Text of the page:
Promoting Good Nutrition and Physical Activity in Child-Care Settings. A Research Brief
While children spend a substantial amount of time in school, more than half of kids aged 5 to 14 years are also spending time in a child-care setting. This is also an important out-of-home setting for preschool-aged children. This research brief outlines federal food programs and regulations that govern nutrition and physical activity in child-care settings—and what research has demonstrated about the nutritional quality of foods offered in child-care settings.
Child care providers are a vital part of healthy, thriving communities. Over half of children between the ages of zero and five spend significant time in non-parental child care. These early years are critical for healthy brain development and establishing the habits that last a lifetime. Laws and policies shape … More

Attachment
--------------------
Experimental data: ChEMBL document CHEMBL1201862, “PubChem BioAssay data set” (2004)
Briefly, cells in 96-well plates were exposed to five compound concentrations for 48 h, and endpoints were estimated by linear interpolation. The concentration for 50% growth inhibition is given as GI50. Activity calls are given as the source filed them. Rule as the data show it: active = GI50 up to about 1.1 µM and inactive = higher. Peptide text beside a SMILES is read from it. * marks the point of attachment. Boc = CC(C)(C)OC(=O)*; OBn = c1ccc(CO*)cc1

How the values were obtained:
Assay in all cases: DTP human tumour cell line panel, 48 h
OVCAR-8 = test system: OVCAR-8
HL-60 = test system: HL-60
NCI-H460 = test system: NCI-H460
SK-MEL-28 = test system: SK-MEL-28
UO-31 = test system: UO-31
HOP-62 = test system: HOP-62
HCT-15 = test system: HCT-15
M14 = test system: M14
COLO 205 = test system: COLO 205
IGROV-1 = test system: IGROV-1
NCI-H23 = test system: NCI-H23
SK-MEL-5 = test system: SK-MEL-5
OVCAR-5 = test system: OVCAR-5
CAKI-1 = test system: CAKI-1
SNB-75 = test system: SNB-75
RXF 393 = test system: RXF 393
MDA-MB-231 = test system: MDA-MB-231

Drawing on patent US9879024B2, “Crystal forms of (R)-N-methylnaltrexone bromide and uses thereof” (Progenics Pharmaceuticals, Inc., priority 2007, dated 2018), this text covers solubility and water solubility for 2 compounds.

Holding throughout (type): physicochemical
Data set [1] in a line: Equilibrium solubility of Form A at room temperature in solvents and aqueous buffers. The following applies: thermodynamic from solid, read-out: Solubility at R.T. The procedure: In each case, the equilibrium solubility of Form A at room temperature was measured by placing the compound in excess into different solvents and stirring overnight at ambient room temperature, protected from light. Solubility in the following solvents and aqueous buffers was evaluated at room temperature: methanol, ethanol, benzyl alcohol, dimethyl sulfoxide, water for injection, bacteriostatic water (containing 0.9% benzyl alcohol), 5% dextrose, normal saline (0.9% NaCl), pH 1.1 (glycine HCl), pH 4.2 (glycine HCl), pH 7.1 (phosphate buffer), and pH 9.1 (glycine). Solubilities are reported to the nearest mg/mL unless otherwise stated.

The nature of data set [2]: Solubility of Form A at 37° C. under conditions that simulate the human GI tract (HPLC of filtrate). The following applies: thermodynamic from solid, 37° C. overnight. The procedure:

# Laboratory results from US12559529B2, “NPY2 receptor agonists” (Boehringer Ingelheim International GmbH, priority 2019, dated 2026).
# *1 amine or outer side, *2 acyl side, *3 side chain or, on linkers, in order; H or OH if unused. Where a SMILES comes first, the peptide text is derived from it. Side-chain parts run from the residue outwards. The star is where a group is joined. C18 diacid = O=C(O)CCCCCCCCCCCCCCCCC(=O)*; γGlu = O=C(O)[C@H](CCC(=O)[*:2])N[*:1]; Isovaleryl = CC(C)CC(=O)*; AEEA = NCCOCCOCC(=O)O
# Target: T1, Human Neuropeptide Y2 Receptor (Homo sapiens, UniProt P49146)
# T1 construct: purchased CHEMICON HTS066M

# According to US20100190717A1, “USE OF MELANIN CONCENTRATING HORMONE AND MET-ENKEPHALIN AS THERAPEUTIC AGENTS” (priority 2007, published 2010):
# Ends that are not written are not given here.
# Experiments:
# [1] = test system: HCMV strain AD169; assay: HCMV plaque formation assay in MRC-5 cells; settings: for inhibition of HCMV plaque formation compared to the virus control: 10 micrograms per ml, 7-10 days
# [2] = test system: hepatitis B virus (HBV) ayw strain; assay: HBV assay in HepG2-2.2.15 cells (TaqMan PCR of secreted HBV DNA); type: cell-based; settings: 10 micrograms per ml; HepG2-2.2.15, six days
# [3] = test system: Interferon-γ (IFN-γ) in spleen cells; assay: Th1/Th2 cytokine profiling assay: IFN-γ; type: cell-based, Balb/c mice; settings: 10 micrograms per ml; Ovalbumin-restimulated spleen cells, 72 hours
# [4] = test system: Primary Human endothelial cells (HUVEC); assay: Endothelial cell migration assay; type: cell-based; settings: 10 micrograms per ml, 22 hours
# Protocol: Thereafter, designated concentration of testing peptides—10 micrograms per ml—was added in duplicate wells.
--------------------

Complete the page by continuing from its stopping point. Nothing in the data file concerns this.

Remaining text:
This interactive 50-state map, developed by the Public Health Law Center, syntheses data on how state child care licensing regulations match best practices for 3- to 5-year-olds, relating to healthy eating, active play and screen time best practices. Additional maps relating to best practices for the birth to 2-year-olds plan … More
Early life diet and feeding behaviors play an important role in establishing healthy food preferences and behaviors and are crucial for preventing childhood overweight and obesity. Early Care and Education (ECE) providers are key players in the implementation of feeding and dietary guidelines targeting infants and toddlers. This issue brief … More